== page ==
A Bill to link birth and death register with electoral rolls will be introduced in the next Parliament session, Union Home Minister Amit Shah said on Monday.
The Minister said that registration of births and deaths is important for updating citizens’ register, electoral rolls and list of people who avail beneficiary schemes. Mr. Shah was speaking at the inauguration of the new Census building in Delhi.
The decennial Census that was to be completed in 2021 has been indefinitely postponed, initially due to COVID-19 pandemic. The government has not given any specific reason to postpone the exercise which was last done in 2011.
While speaking at the event, Mr. Shah did not mention when the next Census will be conducted but said that registration of births and deaths helps in making development plans in the intermittent period between the two Censuses.
The Hindu reported on October 28, 2021 that the Ministry of Home Affairs (MHA) proposes to amend the Registration of Birth and Death Act, 1969 and maintain the database at the national level that will be available with the Registrar General of India (RGI) to update the Population Register, the Electoral Register, and the Aadhar, ration card, passport and driving licence databases.
Mr. Shah said, “The government led by Prime Minister Narendra Modi is going to make such arrangements that as soon as a person turns 18, the Election Commission will intimate him and make his voter card. In case of someone’s death, the Census registrar will send a notice to the family that they have received information about the person’s death and the family has 15 days to object, following which the Election Commission will remove his name from the voter list.”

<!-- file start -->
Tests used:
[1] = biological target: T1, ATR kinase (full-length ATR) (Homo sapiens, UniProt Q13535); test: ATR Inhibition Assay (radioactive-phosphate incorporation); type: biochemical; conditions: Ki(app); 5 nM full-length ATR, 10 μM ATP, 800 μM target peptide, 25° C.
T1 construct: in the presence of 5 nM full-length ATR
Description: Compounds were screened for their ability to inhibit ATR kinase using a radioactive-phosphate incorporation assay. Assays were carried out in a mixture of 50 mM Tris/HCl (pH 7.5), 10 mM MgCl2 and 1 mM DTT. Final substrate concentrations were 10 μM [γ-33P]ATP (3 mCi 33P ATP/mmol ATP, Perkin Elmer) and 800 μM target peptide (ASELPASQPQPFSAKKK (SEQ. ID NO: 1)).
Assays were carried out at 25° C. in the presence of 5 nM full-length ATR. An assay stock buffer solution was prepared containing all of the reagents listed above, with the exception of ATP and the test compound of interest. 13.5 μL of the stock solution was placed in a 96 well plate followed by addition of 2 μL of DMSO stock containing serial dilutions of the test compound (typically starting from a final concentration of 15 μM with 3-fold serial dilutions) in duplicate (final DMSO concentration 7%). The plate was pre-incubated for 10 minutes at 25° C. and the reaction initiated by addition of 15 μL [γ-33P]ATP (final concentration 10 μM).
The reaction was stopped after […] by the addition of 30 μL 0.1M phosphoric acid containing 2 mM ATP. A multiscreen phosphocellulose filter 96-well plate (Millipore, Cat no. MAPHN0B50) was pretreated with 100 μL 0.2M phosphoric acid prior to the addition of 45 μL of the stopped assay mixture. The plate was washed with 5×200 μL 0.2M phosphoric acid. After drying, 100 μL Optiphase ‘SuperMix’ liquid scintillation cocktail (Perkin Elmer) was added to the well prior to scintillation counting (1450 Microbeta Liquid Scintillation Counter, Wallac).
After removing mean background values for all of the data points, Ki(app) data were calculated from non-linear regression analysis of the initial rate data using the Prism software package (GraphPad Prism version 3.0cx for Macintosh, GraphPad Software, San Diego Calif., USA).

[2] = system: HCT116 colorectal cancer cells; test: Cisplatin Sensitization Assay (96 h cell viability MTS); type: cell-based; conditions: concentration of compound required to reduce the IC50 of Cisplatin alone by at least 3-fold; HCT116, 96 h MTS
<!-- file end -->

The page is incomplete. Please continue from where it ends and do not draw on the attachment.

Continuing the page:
He said geofencing of blocks to be covered under the Sample Registration System (SRS) is being done so that the enumerator cannot fudge the data and responsibility is fixed.
Mr. Shah also launched an upgraded SRS mobile application system. SRS is a large-scale demographic survey conducted every year by the RGI office to estimate the birth rate, death rate, as well as other fertility and mortality indicators.
“If any official commits fraud, the system will send alerts at national and State levels. If a person tries to conduct the survey from somewhere else, it will be known that the person is not present at the block. Even smallest of errors can have cumulative effect on the entire data,” Mr. Shah said.
He said earlier the census was not accurate. “The government will now conduct the Census electronically where every person will have the right to fill the data which will be verified and audited. This will include more than 35 parameters of socio-economic status.”
He said that data which could be used for framing development schemes were not present in the earlier Censuses, nor was there a system for such data analysis.
He further said basic amenities such as water, electricity, house, and health could not be provided to people for 70 years after Independence because no one knew the budget such schemes would entail. He added that a target for providing houses to all couldn’t be fixed because of lack of required data. He said that such usage of Census was not possible earlier due to lack of access, accuracy, online unavailability of Census and bridge between planning and Census.